Our Mission:

FRCC Museum & Gallery Studies
Fourth Annual Exhibition

Exploring the evolving definition of sculpture
through objects, conceptual ideas and social media

Saturday, October 30, 2010

Eliabeth Morisette Using Social Media to Construct Her Interactive Piece:

Artist Elizabeth Morisette is using a blog and asking the audience to become part of the process & a Community Arts Project, to be part of our exhibit, by allowing them the opportunity to show their work at udraw.blogspot.com/ .

Thursday, October 28, 2010

...Other Than Planning Exhibits:

 FRCC Museum & Gallery Studies participants often explore  museums and galleries throughout Colorado and Wyoming in an effort to understand current operational procedures and practices.
Tomorrow we will be in the field learning about our craft at The University of Wyoming Geological Museum.


Museum Hours
Tuesday-Friday, 10 a.m.-4 p.m.
Saturday, 10 a.m.-3 p.m.
Sunday, 10 a.m.-3 p.m.
Closed Mondays

Visit their website for more information:  http://www.uwyo.edu/geomuseum/

Saturday, October 23, 2010

Meet the Invitational Artists

Artists presenting work in Object, No Object: Sculpture of Ideas exhibition in Fort Collins, Colorado December 3, 2010 at the Fort Collins Museum of Contemporary Art are:
See our additional blog ARTiculation for more information!

Michael Fenton to Design Posters for Exhibition:

Michael Fenton has been an artist and a teacher in Northern Colorado for over ten years. He currently teaches art history at Colorado State University and the University of Northern Colorado. Michael also works in the media of drawing, photography, and computer graphics as a freelance artist.

In addition, Michael designed the badges currently being displayed on our Facebook page and on the Twitter account associated with this project.

Contact Michael at: mfenton01@msn.com

Two Blogs, One Aim

Today FRCC Museum & Gallery Studies participants met with local artists to formulate plans for our on-site invitational exhibit December 3, 2010 at the Fort Collins Museum of Contemporary Art. During the round-table discussion with curators, artists and logistical taskmasters all in attendance it was made clear that additional virtual space was needed in order to accommodate the discourse surrounding the conceptual ideas and  pedagogical stance of each artists as it pertains to the aim of the exhibit Object, No Object: Sculpture of Ideas.Therefore a second blog.

ARTiculation intends over the next month to introduce you to the artists invited to the exhibit allowing the audience to approach the work with new insight into a variety of  individual artistic processes. Comments and questions are highly encouraged in hopes of engaging our audience in discourse related to the evolution of sculpture.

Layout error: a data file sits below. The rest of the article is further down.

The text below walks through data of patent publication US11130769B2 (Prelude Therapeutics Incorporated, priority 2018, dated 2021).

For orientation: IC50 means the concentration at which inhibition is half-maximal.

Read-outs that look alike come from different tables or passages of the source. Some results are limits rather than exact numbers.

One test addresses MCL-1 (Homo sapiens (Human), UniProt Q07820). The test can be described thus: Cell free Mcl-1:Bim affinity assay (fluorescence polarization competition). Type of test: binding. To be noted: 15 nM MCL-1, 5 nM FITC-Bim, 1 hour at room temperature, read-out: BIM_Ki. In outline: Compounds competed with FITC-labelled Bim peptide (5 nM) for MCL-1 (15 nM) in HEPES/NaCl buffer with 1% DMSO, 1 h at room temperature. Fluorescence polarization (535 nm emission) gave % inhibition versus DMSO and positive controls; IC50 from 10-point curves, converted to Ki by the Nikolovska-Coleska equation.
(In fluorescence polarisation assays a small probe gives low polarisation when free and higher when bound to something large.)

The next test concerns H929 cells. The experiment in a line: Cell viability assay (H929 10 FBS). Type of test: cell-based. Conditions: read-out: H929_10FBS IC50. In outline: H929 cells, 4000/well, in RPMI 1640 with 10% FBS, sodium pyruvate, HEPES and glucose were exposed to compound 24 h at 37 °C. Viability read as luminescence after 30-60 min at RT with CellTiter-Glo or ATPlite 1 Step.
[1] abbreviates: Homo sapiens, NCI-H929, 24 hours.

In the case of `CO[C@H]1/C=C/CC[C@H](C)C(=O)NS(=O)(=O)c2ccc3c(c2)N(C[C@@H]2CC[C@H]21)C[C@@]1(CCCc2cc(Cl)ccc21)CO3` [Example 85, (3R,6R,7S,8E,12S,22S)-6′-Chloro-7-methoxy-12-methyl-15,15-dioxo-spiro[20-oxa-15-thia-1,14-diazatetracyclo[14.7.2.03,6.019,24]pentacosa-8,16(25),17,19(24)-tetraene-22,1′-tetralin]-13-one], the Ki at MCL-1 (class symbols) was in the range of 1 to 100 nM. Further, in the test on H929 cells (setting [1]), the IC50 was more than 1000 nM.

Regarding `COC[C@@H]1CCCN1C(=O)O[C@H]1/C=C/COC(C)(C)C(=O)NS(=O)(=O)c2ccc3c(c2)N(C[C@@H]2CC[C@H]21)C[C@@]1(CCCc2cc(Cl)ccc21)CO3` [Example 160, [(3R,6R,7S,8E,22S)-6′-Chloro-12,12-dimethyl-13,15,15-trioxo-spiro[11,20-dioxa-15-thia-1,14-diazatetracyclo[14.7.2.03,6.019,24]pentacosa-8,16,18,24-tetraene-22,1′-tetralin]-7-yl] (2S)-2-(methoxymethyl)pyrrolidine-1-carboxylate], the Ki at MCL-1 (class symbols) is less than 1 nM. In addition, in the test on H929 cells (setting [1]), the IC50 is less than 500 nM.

Thursday, October 21, 2010

Discourse Turns From Theory to Practice:

"Art is not what you see, but what you make others see."
— Edgar Degas

The idea of sculpture has always been an interactive one; a three dimensional design encapsulating a moment of frozen imagination. Architecture, ceramics, and sculptural objects are meant to be enjoyed from a variety of perspectives both within ourselves and within our communities.  

Therefore I have listed three curatorial statements under the new tab on the blog and invite you to join us as we embark on the journey of curating two simultaneous exhibits; an online international juried exhibition and a local on-site invitational, intertwined through our use of social media as we aim to explore the evolving definition of sculpture. 

Tomorrow we are meeting with some of our local artists to discuss plans for the one day invitational while taking time to consider some of the entries we’ve received for the juried exhibition so far.(Deadline to enter is November 1st!)

Please know this is meant as an interactive experience; your comments and questions are always appreciated!

Wednesday, October 20, 2010

Only an Excerpt from Smithsonian's Collection Blog:

How Can I Get a Job? (Libraries, Archives and Special Collections)
Dear Readers,

I don't have to tell you that it's a tough job market out there.  The economy has been rough for everyone and museums, archives, libraries, and many other art and collection based jobs have been put through the wringer when it comes to budget cuts, layoffs, program cuts, etcetera.  If you're starting in the curiosity phase of pursuing a job and education in a libraries, archives, or special collections field it is good to be realistic when looking at what the job market looks like now, and in the future.  I have high hopes, history, and some factual based projection that the economy will continue to grow back, and the profession will continue to grow as it has been since its inception.  In fact, when looking at the Bureau of Labor Statistics 2010-2011 edition for Archivists, Curators and Museum Technicians, you'll see the profession is projected to grow a faster than average 20% by 2018.  The statistics for Librarians are also expected to grow at least 8% and job competition to be favorable to potential employees as many librarians retire in the coming years.